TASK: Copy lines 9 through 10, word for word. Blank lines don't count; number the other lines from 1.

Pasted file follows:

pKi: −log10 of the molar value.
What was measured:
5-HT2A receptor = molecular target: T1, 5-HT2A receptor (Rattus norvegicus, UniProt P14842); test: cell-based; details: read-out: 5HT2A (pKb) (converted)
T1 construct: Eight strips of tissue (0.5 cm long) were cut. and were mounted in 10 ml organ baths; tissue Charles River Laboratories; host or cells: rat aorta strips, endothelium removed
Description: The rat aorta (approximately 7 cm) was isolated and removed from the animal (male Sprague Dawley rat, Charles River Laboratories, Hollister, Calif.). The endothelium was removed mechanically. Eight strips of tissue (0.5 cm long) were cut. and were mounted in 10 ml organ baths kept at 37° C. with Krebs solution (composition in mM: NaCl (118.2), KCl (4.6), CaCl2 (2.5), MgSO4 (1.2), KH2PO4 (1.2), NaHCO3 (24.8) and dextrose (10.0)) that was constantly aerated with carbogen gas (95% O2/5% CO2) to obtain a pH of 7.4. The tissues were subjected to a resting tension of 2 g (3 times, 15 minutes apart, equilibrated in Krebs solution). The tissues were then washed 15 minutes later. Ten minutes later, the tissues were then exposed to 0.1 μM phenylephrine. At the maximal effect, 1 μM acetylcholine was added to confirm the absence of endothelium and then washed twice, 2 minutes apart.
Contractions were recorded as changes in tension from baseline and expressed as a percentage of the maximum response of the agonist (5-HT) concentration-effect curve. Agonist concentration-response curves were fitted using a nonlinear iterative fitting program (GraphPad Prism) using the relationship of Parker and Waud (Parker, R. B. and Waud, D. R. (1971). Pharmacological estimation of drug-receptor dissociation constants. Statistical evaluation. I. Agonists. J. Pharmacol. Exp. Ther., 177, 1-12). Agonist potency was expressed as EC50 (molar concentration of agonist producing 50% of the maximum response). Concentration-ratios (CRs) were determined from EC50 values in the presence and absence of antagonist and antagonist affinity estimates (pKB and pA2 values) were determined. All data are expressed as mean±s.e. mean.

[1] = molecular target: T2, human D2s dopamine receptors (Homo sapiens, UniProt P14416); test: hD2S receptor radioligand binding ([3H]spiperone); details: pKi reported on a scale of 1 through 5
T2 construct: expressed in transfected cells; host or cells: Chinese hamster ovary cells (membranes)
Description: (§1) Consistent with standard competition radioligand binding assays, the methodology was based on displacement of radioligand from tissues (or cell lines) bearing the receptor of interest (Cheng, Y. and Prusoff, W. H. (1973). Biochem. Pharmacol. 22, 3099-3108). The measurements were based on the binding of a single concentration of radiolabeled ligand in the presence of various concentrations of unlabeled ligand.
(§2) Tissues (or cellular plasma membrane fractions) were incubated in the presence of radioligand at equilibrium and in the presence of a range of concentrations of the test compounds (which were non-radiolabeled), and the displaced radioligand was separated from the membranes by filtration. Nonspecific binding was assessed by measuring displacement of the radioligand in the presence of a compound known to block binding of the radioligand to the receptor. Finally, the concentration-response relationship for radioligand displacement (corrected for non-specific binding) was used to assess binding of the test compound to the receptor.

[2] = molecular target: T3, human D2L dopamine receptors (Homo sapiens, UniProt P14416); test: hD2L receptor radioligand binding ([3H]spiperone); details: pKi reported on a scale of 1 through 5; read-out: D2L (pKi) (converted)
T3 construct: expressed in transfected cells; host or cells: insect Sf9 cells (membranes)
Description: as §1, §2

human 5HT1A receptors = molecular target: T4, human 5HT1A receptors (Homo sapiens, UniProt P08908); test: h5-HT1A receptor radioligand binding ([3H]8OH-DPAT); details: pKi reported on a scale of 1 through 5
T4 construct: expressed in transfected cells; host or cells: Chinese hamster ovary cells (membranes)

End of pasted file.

Description: (§1) Consistent with standard competition radioligand binding assays, the methodology was based on displacement of radioligand from tissues (or cell lines) bearing the receptor of interest (Cheng, Y. and Prusoff, W. H. (1973). Biochem. Pharmacol. 22, 3099-3108). The measurements were based on the binding of a single concentration of radiolabeled ligand in the presence of various concentrations of unlabeled ligand.
(§2) Tissues (or cellular plasma membrane fractions) were incubated in the presence of radioligand at equilibrium and in the presence of a range of concentrations of the test compounds (which were non-radiolabeled), and the displaced radioligand was separated from the membranes by filtration. Nonspecific binding was assessed by measuring displacement of the radioligand in the presence of a compound known to block binding of the radioligand to the receptor. Finally, the concentration-response relationship for radioligand displacement (corrected for non-specific binding) was used to assess binding of the test compound to the receptor.